5/28/2012 By Cpl. Tatum Vayavananda , Marine Forces Europe

BELLEAU, France — Towered by a Romanesque chapel and flanked by 2,289 epithets of the fallen, U.S. Marines and citizens, along with French troops and locals of the town of Belleau, gather to honor the fallen at Aisne-Marne American Memorial Cemetery, May 27.The event was broadcasted live on American Forces Network and had more than 4,000 in attendance.

The ceremony marked the 94th anniversary of the battle and embodied the legacy Belleau Wood has given to the Marine Corps and the brotherhood that unites an American-French friendship that has lasted from before World War I to current-day contingency operations.

“Belleau Wood has also come to symbolize the commitment of the American and French people to the shared ideals of liberty and justice,” said Gen. Joseph Dunford, the Assistant Commandant of the Marine Corps.

“This morning, we remember that we were shoulder-to-shoulder defending those high ideals here at Belleau Wood; just as we were at Yorktown and just as we are in Afghanistan today.”

Though seldom mentioned in traditional history texts, Belleau Wood holds an endearing place in the hearts of all Marines.

Belleau Wood is a 200-acre forest located by the Marne River, approximately 90 kilometers north of Paris; a morsel of French territory that was contended for by the opposing German forces due to its strategic location. For the Germans, stopping the newly-arrived American troops would have been both a strategic and demoralizing victory over the Allied forces.

The Battle for Belleau Wood was fought on June 1-26 of 1918; it was the first time the Marine Corps was given its trial-by-fire to prove to the world that it was more than just a simple naval infantry. On June 6th, 1918, the Marine Corps saw more losses on a single day than its past 143 years of existence. However, that was not enough for the Marines to retreat.

After weeks of heavy back-and-forth battling between the Allies and Germans, often resulting in the use of bayonets and hand-to-hand combat, on June 26, the 3rd Battalion, 5th Marines attacked Belleau Wood and cleared the forest of the opposition, ending one of the most ferocious battles the U.S. would fight during the war.

“Today, Belleau Wood is a spiritual touchstone; its name has become synonymous with the intangible traditions of our Corps,” added Dunford.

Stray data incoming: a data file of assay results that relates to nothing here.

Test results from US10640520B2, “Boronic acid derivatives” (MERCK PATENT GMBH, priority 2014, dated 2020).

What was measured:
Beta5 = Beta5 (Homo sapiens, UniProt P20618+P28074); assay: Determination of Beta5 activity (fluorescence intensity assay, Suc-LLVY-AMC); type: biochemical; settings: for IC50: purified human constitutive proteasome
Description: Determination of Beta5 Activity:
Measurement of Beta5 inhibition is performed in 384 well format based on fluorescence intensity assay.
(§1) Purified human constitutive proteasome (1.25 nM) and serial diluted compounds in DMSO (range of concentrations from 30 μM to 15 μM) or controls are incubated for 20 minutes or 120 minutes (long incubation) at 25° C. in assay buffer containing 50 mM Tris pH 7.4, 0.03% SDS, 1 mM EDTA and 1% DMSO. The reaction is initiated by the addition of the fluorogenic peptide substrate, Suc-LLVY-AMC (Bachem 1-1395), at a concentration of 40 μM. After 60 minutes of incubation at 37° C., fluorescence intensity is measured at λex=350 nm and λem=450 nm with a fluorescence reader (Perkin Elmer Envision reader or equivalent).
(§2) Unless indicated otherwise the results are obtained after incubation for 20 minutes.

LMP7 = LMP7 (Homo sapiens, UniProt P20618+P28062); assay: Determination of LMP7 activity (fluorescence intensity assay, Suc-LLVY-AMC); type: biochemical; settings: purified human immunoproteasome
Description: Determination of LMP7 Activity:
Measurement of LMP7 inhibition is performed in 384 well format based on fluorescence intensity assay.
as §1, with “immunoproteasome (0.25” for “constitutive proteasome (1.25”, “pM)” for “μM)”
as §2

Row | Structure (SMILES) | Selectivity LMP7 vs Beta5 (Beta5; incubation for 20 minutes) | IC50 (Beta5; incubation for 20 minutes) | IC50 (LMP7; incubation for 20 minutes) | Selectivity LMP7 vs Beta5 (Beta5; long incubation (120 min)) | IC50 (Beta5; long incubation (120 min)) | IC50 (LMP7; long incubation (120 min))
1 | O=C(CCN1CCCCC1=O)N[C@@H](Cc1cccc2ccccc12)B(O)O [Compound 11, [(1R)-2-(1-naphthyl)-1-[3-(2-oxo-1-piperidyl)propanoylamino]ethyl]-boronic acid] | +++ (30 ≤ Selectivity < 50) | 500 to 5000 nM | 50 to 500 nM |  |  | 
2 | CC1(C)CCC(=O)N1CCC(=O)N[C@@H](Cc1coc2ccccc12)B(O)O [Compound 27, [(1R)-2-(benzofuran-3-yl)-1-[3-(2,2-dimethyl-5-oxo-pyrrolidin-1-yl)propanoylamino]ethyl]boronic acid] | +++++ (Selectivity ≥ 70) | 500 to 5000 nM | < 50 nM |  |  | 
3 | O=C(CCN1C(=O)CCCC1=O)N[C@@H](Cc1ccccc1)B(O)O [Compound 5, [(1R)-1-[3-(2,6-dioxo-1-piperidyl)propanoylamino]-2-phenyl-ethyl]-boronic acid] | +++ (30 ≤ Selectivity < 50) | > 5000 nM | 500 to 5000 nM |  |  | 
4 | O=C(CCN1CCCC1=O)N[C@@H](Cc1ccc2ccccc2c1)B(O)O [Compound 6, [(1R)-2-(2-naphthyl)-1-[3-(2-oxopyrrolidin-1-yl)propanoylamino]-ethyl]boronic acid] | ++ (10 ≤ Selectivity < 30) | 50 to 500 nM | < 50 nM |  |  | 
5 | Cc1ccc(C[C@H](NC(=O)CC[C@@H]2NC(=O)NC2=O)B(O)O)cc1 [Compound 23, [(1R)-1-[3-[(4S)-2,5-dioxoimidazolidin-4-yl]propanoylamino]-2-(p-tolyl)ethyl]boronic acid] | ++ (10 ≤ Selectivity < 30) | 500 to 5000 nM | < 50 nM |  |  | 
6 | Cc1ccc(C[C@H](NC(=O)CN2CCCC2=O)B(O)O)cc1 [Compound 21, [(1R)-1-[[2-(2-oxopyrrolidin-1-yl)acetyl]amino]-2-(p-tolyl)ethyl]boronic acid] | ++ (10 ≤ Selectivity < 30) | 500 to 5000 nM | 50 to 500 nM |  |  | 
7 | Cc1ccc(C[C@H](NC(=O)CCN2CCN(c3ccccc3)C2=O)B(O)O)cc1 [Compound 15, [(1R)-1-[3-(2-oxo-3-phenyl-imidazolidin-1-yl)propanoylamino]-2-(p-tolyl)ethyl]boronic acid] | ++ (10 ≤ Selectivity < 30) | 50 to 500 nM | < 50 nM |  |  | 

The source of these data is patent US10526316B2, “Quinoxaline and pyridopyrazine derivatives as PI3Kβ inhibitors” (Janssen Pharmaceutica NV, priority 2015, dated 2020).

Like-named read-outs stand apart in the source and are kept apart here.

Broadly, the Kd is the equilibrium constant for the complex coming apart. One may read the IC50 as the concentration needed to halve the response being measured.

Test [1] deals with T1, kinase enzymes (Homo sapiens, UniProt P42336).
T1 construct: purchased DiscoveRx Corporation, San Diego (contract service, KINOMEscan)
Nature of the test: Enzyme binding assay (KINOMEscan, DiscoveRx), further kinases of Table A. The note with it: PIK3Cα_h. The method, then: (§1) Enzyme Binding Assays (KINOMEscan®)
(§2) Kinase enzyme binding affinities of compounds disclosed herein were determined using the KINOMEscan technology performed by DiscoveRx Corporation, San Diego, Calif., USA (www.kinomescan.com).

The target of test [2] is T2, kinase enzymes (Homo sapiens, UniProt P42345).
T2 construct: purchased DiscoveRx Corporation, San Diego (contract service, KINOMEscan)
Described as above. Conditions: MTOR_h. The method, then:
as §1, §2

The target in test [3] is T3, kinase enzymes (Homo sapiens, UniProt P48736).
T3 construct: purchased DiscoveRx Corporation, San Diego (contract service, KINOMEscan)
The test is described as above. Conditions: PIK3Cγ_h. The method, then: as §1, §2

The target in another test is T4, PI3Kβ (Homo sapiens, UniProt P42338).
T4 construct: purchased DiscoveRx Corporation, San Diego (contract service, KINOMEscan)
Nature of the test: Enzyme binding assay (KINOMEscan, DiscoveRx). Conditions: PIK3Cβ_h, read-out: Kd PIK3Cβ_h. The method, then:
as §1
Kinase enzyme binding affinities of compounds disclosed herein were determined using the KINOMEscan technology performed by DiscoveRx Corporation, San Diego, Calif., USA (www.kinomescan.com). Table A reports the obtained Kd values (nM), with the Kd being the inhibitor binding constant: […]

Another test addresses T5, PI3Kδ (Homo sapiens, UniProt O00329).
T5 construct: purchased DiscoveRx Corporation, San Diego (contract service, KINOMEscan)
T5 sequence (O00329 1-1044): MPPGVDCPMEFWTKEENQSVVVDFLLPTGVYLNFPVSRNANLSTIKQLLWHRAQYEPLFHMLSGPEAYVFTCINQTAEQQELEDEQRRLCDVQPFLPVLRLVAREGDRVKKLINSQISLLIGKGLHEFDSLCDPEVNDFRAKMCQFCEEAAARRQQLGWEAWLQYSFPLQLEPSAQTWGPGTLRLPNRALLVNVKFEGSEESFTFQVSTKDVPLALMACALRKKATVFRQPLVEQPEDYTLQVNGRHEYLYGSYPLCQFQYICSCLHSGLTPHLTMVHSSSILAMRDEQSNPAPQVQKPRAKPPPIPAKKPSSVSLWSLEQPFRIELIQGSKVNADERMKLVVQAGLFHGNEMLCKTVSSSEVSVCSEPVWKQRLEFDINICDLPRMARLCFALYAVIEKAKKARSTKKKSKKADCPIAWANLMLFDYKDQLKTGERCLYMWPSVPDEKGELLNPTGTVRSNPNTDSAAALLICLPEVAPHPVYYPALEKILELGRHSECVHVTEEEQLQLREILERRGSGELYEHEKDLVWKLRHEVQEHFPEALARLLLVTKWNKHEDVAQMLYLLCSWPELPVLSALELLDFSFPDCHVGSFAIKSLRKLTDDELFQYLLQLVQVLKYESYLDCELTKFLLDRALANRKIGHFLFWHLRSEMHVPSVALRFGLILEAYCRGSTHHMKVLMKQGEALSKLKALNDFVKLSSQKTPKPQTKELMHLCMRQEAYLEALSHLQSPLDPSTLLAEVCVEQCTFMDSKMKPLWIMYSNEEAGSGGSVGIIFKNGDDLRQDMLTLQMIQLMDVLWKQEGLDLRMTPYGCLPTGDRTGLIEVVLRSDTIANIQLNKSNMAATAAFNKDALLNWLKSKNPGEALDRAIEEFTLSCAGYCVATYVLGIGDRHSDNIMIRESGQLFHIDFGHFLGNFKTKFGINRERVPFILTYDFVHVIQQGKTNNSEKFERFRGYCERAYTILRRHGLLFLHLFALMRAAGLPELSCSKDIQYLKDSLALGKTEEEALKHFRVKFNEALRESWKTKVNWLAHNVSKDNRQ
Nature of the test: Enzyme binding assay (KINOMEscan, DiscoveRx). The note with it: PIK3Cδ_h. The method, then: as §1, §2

Backing up the Assistant Commandant of the Marine Corps were Marines and Sailors from commands throughout Europe and the United States, including members of the 5th Marine Regiment from Camp Pendleton, Calif., Fleet Anti-Terrorism Security Team out of Rota, Spain, and Marine Forces Europe from Stuttgart, Germany.

Performances by local school children and the French Military band were followed by French and American invocations, then speeches by Dunford and Gen. Jean-Jacques Poch, Commandant of the North French Defense Area.

Wreathes were then laid to honor the fallen, followed by taps, and the raising of the national American and French colors from half to full-staff. The finale included performances by the French Army band, the U.S. Marine Drum and Bugle Corps, and the Silent Drill Platoon of Marine Barracks Washington, D.C.

“It was an amazing experience and it’s amazing that we took part in a remembrance ceremony to honor Memorial Day,” said Sgt. Joseph W. Wooden, a squad leader with Charlie Company, 1st Battalion, 5th Marine Regiment.

The 5th and 6th Marine Regiments are the only Marine units authorized to wear the French fourragère. These units were awarded the right to wear the decoration on their left shoulder as a result of being the only regiments in the American Expeditionary Force to receive the Croix de Guerre, an award for distinction in combat with the enemy, three times during the First World War.

“It’s our history and lineage and it’s important that we all take time on this day to remember the ones that came before us and shaped the way we are today,” said Wooden, a Santa Ana, Calif., native.

Keeping with Memorial Day traditions, miniature American and French flags flew on each of the 2,039 known-buried, and 250 unknown whose remains are buried not identified, graves in the 42.5-acre cemetery. Inscribed in the Romanesque-style memorial chapel is a list of 1,060 names to remember the missing.

“94 years after the terrible fighting which united them in blood, American Marines and French soldiers find themselves once more at Belleau Wood to celebrate, through their unfailing brotherhood of arms, the powerful bonds of friendship which exists between our two countries,” said Poch.

“Their sacrifice will always inspire the brotherhood which unites our two nations aiming at the same fate… To promote and to defend the values of liberty which unites us.”

The Memorial Day celebration is an annual event that is hosted by the American Battle Monuments Commission at Aisne-Marne American Memorial Cemetery. The ABMC is the guardian of America’s overseas commemorative cemeteries and memorials that honor the service, achievements and sacrifices of the U.S. Armed Forces.

“It is not enough to pause and mark the graves here with flags and wreaths,” Dunford added.

“If we truly want to honor those who fought and died here, each American and French citizen will leave here with renewed commitment to our nations and the values for which they stand. Each of us will leave here determined to serve our nation and our community in honor of those who have given their all.”